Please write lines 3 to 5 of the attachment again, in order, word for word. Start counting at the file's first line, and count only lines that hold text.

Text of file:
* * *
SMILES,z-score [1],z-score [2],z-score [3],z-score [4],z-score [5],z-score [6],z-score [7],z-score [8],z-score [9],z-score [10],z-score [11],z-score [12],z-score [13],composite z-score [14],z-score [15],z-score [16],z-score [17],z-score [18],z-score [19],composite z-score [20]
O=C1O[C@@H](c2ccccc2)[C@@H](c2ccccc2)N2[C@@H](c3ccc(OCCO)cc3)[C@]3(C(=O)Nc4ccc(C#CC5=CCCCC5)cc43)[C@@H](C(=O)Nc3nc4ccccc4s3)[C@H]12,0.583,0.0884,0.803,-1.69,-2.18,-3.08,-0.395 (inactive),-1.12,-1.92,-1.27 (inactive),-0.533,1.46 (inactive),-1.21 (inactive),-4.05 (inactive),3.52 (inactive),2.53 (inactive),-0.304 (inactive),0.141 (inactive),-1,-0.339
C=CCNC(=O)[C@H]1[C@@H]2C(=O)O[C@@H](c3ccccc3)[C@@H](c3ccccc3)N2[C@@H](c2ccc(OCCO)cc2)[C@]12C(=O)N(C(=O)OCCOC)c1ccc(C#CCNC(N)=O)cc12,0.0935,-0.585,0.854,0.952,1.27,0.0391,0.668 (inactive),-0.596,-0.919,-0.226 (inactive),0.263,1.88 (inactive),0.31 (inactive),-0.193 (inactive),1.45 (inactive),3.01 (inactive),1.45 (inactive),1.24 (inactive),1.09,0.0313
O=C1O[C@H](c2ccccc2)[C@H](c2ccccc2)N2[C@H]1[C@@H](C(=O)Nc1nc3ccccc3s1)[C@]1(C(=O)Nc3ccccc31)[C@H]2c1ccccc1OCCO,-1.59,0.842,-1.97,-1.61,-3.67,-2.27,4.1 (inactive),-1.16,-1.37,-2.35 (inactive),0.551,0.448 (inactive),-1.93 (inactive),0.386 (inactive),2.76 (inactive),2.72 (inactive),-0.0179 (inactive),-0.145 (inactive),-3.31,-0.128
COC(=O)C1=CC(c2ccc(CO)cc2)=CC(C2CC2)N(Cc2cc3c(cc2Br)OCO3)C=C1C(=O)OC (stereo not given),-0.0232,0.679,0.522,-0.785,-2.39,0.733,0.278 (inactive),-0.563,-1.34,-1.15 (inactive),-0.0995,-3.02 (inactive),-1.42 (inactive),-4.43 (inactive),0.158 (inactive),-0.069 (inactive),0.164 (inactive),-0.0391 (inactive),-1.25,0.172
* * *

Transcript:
C=CCNC(=O)[C@H]1[C@@H]2C(=O)O[C@@H](c3ccccc3)[C@@H](c3ccccc3)N2[C@@H](c2ccc(OCCO)cc2)[C@]12C(=O)N(C(=O)OCCOC)c1ccc(C#CCNC(N)=O)cc12,0.0935,-0.585,0.854,0.952,1.27,0.0391,0.668 (inactive),-0.596,-0.919,-0.226 (inactive),0.263,1.88 (inactive),0.31 (inactive),-0.193 (inactive),1.45 (inactive),3.01 (inactive),1.45 (inactive),1.24 (inactive),1.09,0.0313
O=C1O[C@H](c2ccccc2)[C@H](c2ccccc2)N2[C@H]1[C@@H](C(=O)Nc1nc3ccccc3s1)[C@]1(C(=O)Nc3ccccc31)[C@H]2c1ccccc1OCCO,-1.59,0.842,-1.97,-1.61,-3.67,-2.27,4.1 (inactive),-1.16,-1.37,-2.35 (inactive),0.551,0.448 (inactive),-1.93 (inactive),0.386 (inactive),2.76 (inactive),2.72 (inactive),-0.0179 (inactive),-0.145 (inactive),-3.31,-0.128
COC(=O)C1=CC(c2ccc(CO)cc2)=CC(C2CC2)N(Cc2cc3c(cc2Br)OCO3)C=C1C(=O)OC (stereo not given),-0.0232,0.679,0.522,-0.785,-2.39,0.733,0.278 (inactive),-0.563,-1.34,-1.15 (inactive),-0.0995,-3.02 (inactive),-1.42 (inactive),-4.43 (inactive),0.158 (inactive),-0.069 (inactive),0.164 (inactive),-0.0391 (inactive),-1.25,0.172